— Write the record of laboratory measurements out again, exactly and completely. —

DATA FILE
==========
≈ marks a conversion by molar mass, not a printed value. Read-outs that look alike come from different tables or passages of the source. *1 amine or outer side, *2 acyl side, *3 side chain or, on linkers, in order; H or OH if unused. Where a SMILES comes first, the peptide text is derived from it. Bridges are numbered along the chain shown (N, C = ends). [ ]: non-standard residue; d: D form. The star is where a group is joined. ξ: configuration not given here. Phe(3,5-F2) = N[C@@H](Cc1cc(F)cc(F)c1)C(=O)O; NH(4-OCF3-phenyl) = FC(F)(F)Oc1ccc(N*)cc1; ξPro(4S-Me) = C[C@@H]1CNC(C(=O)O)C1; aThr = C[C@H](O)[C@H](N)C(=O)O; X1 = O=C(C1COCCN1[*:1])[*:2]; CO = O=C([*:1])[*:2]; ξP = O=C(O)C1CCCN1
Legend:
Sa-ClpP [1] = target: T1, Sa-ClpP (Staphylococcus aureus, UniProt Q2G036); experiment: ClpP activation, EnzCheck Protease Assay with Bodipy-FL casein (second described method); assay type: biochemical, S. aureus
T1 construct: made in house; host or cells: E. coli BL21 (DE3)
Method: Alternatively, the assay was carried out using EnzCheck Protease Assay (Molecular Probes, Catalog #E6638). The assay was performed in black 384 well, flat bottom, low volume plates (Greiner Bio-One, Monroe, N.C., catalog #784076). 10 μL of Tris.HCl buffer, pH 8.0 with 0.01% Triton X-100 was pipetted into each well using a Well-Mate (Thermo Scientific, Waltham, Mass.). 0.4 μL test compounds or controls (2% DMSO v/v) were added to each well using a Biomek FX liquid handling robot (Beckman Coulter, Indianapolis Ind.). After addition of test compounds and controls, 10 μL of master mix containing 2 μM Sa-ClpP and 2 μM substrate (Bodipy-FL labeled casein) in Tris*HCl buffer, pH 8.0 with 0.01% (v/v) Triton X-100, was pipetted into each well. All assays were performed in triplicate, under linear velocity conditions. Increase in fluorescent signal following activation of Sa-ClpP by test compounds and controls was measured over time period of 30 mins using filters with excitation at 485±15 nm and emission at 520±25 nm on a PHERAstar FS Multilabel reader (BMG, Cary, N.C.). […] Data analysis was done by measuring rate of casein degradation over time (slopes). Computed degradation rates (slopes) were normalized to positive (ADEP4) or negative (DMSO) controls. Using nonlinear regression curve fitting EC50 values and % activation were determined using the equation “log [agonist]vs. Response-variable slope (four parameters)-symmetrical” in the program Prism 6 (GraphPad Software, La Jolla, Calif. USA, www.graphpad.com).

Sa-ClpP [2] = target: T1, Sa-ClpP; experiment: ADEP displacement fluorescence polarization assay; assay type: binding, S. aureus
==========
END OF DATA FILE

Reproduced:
≈ marks a conversion by molar mass, not a printed value. Read-outs that look alike come from different tables or passages of the source. *1 amine or outer side, *2 acyl side, *3 side chain or, on linkers, in order; H or OH if unused. Where a SMILES comes first, the peptide text is derived from it. Bridges are numbered along the chain shown (N, C = ends). [ ]: non-standard residue; d: D form. The star is where a group is joined. ξ: configuration not given here. Phe(3,5-F2) = N[C@@H](Cc1cc(F)cc(F)c1)C(=O)O; NH(4-OCF3-phenyl) = FC(F)(F)Oc1ccc(N*)cc1; ξPro(4S-Me) = C[C@@H]1CNC(C(=O)O)C1; aThr = C[C@H](O)[C@H](N)C(=O)O; X1 = O=C(C1COCCN1[*:1])[*:2]; CO = O=C([*:1])[*:2]; ξP = O=C(O)C1CCCN1
Legend:
Sa-ClpP [1] = target: T1, Sa-ClpP (Staphylococcus aureus, UniProt Q2G036); experiment: ClpP activation, EnzCheck Protease Assay with Bodipy-FL casein (second described method); assay type: biochemical, S. aureus
T1 construct: made in house; host or cells: E. coli BL21 (DE3)
Method: Alternatively, the assay was carried out using EnzCheck Protease Assay (Molecular Probes, Catalog #E6638). The assay was performed in black 384 well, flat bottom, low volume plates (Greiner Bio-One, Monroe, N.C., catalog #784076). 10 μL of Tris.HCl buffer, pH 8.0 with 0.01% Triton X-100 was pipetted into each well using a Well-Mate (Thermo Scientific, Waltham, Mass.). 0.4 μL test compounds or controls (2% DMSO v/v) were added to each well using a Biomek FX liquid handling robot (Beckman Coulter, Indianapolis Ind.). After addition of test compounds and controls, 10 μL of master mix containing 2 μM Sa-ClpP and 2 μM substrate (Bodipy-FL labeled casein) in Tris*HCl buffer, pH 8.0 with 0.01% (v/v) Triton X-100, was pipetted into each well. All assays were performed in triplicate, under linear velocity conditions. Increase in fluorescent signal following activation of Sa-ClpP by test compounds and controls was measured over time period of 30 mins using filters with excitation at 485±15 nm and emission at 520±25 nm on a PHERAstar FS Multilabel reader (BMG, Cary, N.C.). […] Data analysis was done by measuring rate of casein degradation over time (slopes). Computed degradation rates (slopes) were normalized to positive (ADEP4) or negative (DMSO) controls. Using nonlinear regression curve fitting EC50 values and % activation were determined using the equation “log [agonist]vs. Response-variable slope (four parameters)-symmetrical” in the program Prism 6 (GraphPad Software, La Jolla, Calif. USA, www.graphpad.com).

Sa-ClpP [2] = target: T1, Sa-ClpP; experiment: ADEP displacement fluorescence polarization assay; assay type: binding, S. aureus